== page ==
This paper will be precirculated through UB's Online Course Reserve system under HIS000-SEE.

Spring 2012 Schedule

"Imaging Berlin. Urban Demolition in Berlin Photographs 1871 – 1918"

Miriam Paeslack

Arts Management

March 21, 3:30PM

830 Clemens Hall

Download pre-circulated paper here:

This paper interprets the city of Berlin as a palimpsest, as an urban space that contains traces of demolition and rebuilding during Wilhelmine Berlin, the era between 1871 and 1918 when Germany was first united and governed as a constitutional monarchy. It looks at the kinship between photographs and paintings of ruins and destruction to explore how history was invoked in pictorial representations of the city. This paper explores the connection between historical memory and identity and its relation to Germany’s unification.

 

Fall 2011 Schedule

 

"Lucid Cameras: Imaging Haiti After the Earthquake of 2010"

Toni Pressley-Sanon

African and African American Studies

October 12, 3:30 PM

830 Clemens Hall

 


 

"The Souls of Black Comix: The Secret Origins of Representation as Resistance in the Black Age of American Comics"

John Jennings

Visual Studies

November 16, 3:30 PM

830 Clemens Hall


 

PAST LECTURES

 

"Traumautism: Recovering (from) Bruno Bettelheim's Legacy"

Joseph Valente

Professor, English

March 23, 2011, 3:30 PM

830 Clemens Hall

 


As part of the UB Humanities Institute’s New Faculty Seminar Series, Joe Valente, Professor of English, will speak on: “Traumatism:  Recovering (from) the Legacy of Bruno Bettelheim.”  The lecture will take place tomorrow on Wednesday, March 23rd at 3:30pm in 830 Clemens.  Professor Valente, who recently joined the UB faculty from the University of Illinois, Urbana-Champaign, is an internationally renowned scholar of Joyce, Irish literature and Modernism.  The author of several books, Professor Valente’s most recent book is The Myth of Manliness in Irish National Culture, 1880-1922 (University of Illinois Press, 2011).

Professor Valente’s forthcoming talk is on his new work on autism studies, which revisits Bruno Bettelheim’s psychogenic theory of autism, which has been discredited and even demonized. What is the reason behind these now gratuitous assaults? As untenable as Bettelheim’s study The Empty Fortress is, it speaks to features of infant development and sociality that contemporary autism studies has had to exclude to constitute itself as a coherent scientific field—features, accordingly, that continue to threaten that coherence.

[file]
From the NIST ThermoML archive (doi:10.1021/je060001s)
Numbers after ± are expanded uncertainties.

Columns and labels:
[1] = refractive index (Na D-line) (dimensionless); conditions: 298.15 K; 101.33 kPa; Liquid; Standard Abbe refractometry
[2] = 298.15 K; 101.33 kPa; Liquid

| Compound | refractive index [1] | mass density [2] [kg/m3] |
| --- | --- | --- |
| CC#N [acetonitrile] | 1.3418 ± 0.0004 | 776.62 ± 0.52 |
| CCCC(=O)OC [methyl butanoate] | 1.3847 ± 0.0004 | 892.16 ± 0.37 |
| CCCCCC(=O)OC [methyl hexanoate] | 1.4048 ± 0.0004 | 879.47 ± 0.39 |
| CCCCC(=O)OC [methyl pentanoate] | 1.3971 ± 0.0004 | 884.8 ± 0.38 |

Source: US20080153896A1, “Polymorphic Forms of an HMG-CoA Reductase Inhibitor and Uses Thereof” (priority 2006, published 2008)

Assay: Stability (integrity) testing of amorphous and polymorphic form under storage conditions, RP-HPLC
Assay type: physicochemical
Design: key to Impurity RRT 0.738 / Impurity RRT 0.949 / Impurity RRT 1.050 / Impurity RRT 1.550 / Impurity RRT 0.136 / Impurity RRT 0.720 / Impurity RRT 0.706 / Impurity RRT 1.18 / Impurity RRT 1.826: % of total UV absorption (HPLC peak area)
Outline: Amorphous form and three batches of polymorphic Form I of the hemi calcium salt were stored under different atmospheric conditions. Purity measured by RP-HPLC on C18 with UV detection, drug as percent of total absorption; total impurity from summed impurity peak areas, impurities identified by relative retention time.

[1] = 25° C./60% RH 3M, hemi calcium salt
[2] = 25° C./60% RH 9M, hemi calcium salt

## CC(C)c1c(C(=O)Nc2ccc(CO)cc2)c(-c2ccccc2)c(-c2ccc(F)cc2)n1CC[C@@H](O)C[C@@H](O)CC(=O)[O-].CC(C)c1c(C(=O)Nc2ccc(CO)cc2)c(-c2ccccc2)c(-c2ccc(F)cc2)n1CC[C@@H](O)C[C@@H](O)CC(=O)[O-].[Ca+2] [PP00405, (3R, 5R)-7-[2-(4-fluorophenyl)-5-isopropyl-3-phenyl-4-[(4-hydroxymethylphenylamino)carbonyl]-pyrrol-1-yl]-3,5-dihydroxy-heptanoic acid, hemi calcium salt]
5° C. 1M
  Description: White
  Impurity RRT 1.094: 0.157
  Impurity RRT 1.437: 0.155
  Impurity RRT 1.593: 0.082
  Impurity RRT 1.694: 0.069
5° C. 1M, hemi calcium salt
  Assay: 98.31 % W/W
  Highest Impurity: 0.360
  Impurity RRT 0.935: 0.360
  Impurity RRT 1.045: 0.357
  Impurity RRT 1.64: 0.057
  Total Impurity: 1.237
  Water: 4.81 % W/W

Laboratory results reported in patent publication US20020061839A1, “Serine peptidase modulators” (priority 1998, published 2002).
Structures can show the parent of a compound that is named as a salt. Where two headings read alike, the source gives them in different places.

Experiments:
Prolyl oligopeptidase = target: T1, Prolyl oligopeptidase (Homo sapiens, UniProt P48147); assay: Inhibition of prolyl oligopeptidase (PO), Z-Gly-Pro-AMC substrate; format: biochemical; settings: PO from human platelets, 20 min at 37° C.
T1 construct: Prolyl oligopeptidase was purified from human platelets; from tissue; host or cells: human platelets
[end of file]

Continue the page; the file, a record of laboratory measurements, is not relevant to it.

"The Sexuality of Abstraction: Agnes Martin"

Jonathan Katz

Associate professor, Visual Studies

October 6, 2010, 3:30 PM

538 Clemens Hall

 


The first speaker of the fall semester is Jonathan Katz, Associate Professor, Visual Studies.  Jonathan's lecture is entitled "The Sexuality of Abstraction: Agnes Martin".  The palpable disconnect between the rigidly formal terms of Agnes Martin’s art and her metaphysical pronouncements about it have generally been met with an embarrassed silence. She made her rigorous grids the occasion of some the most high-flown rhetoric ever uttered by a post war artist, a period already celebrated for its art of numinous intensity. While some have sought to recuperate her metaphysics in art historical terms through an equally mystical phenomenological account of the work (e.g., Rosalind Krauss), few have sought to historicize and contextualize Martin’s deployment of mysticism. A broader social-historical accounting is clearly called for, and queer studies offers a powerful new tool for understanding the utility of the spiritual in Martin’s oeuvre. This paper marries phenomenology, Zen Buddhism, Gertrude Stein, Freud and Nietzsche towards explicating how Martin's lesbianism structured her turn, late in life,  toward an art of geometric abstraction.

 

"Italian Futurism: Performances in Intermedial Spaces"

Laura Chiesa

Assistant Professor, Romance Languages and Literatures

November 17, 2010, 3:30 PM

830 Clemens Hall